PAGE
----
Sentence Examples with the word Struggle For Existence

Since on the average only two of the young survive in the struggle for existence to take the place of their two parents, there is a selection out of the ten million young, none of which are exactly alike, and the selection is determined in nature by the survival of the congenital variety which is fittest to the conditions of life.

But in the struggle for existence it chanced that the early English invaders secured a kingdom, Bernicia, which stretched from the Humber into Lothian, or farther north, as the fortune of battle might at various times determine; and thus, from the centre to the south-east of what is now Scotland, the people had come to be anglicized in speech before the Norman Conquest, though Gaelic survived much later in Galloway.

He considered that a struggle for existence was the inevitable result of the operation of the principle of Malthus in the animal and vegetable worlds.

View more

This struggle for existence has completely changed the habits of some plants, turning the palm and the cactus into climbers, and even some normal species into epiphytes.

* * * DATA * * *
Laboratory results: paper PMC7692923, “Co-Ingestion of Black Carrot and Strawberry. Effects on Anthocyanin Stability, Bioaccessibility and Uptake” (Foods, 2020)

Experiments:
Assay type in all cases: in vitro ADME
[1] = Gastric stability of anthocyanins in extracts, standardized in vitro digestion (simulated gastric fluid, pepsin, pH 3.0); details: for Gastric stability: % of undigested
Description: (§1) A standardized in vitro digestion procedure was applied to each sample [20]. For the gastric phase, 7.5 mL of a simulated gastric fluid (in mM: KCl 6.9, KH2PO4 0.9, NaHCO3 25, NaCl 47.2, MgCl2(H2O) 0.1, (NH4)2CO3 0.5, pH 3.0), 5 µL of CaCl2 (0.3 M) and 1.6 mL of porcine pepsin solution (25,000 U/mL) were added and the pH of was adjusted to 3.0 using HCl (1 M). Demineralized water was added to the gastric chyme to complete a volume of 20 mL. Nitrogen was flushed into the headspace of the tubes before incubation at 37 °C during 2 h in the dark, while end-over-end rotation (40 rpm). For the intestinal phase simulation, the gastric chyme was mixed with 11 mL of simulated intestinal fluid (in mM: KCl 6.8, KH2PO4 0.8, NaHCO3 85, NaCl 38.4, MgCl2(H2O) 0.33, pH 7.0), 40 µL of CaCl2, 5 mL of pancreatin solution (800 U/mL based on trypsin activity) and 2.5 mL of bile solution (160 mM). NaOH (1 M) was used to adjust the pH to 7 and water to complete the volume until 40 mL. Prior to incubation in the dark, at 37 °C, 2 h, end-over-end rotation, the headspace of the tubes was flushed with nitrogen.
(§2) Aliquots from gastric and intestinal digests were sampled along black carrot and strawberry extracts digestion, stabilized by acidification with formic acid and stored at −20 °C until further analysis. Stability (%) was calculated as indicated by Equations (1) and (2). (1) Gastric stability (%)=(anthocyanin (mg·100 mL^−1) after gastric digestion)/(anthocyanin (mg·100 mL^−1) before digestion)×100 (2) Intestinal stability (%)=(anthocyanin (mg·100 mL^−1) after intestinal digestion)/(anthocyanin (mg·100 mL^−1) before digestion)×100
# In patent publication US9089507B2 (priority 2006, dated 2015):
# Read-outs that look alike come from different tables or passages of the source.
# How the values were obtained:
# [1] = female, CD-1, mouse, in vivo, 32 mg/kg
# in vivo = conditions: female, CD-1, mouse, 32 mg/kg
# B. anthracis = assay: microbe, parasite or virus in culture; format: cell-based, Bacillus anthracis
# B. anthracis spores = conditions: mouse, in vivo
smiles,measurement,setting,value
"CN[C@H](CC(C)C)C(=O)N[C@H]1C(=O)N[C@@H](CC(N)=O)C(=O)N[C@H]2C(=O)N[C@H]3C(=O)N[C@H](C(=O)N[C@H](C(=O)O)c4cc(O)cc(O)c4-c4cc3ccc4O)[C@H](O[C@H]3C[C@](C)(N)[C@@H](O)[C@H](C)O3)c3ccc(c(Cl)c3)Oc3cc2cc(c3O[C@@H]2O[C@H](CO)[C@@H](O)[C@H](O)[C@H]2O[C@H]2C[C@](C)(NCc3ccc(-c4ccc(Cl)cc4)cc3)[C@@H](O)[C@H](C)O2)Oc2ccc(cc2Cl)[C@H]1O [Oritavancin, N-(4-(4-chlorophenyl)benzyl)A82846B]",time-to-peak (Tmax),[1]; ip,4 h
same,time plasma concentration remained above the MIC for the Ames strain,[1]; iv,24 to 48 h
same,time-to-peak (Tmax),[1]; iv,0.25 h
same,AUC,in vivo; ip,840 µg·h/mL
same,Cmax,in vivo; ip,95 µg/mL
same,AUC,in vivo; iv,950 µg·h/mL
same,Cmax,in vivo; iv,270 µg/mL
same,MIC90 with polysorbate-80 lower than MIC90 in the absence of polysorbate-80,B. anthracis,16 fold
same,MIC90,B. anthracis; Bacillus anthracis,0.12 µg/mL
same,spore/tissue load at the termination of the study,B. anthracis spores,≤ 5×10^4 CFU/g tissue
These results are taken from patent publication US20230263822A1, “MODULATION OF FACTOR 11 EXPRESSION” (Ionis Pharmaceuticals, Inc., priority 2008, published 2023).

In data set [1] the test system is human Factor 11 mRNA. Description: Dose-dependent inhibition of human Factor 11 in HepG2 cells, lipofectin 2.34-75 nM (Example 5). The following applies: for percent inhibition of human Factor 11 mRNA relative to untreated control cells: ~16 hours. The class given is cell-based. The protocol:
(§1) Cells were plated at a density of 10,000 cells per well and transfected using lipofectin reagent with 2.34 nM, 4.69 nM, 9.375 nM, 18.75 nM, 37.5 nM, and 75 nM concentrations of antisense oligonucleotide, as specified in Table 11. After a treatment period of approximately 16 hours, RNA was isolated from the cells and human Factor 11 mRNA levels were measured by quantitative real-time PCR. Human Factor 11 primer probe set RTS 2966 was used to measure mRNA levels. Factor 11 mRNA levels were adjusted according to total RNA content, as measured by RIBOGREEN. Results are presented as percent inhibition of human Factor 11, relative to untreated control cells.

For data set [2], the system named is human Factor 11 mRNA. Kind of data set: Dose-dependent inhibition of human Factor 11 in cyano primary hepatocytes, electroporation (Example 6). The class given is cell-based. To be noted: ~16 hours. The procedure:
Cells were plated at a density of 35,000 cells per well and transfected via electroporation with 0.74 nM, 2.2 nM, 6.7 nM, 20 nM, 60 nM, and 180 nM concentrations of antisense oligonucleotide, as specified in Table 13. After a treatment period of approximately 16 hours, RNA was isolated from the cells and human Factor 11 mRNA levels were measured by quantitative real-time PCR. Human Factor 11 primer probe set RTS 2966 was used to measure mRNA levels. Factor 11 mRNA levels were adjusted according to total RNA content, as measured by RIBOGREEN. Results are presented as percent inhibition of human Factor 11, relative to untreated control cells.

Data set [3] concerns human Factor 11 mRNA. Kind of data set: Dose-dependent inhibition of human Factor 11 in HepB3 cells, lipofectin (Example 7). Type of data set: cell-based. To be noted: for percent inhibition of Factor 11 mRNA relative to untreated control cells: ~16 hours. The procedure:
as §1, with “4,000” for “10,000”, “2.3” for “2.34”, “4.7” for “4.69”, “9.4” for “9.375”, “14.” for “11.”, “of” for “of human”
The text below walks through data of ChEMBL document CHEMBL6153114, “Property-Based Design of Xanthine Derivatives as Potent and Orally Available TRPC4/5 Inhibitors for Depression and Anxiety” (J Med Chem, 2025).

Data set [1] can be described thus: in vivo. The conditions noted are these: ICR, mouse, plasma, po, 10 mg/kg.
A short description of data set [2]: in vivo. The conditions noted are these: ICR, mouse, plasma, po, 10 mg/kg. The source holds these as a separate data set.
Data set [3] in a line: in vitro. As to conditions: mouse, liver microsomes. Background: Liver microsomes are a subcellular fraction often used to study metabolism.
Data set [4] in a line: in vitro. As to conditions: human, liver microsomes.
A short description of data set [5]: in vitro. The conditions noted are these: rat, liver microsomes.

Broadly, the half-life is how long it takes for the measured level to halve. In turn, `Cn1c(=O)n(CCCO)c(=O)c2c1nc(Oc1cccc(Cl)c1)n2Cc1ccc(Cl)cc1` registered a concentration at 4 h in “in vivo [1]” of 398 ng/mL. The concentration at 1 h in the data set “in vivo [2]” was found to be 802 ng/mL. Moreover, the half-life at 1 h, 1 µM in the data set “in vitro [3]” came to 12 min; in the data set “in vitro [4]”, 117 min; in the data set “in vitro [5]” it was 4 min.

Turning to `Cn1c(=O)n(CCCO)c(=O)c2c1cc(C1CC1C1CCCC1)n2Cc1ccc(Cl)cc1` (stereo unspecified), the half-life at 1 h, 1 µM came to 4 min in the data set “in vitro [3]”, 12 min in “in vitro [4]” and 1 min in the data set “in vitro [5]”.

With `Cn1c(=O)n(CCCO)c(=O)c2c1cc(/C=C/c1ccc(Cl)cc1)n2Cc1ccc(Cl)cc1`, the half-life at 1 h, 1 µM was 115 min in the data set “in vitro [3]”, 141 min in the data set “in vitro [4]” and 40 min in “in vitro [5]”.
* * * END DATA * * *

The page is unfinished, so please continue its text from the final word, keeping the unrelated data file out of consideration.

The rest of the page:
Animals and plants as agents of disease or injury form part of the larger subject of the struggle for existence between living organisms, as is recognized even by those who do not so readily apprehend that diseased conditions in general are always signs of defeat in the struggle for existence between the suffering organism and its environment, living and non-living.

In consequence of this excess of births there is a struggle for existence and a survival of the fittest, and consequently an ever-present necessarily acting selection, which either maintains accurately the form of the species from generation to generation or leads to its modification in correspondence with changes in the surrounding circumstances which have relation to its fitness for success in the struggle for life.

A simple illustration will serve to explain these two aspects of mimicry and to show the advantage in the struggle for existence that mimicry confers upon the species concerned.

Von Herder suggested that increase by multiplication with the consequent struggle for existence had played a large part in the organic world, but his theme remained vague and undeveloped.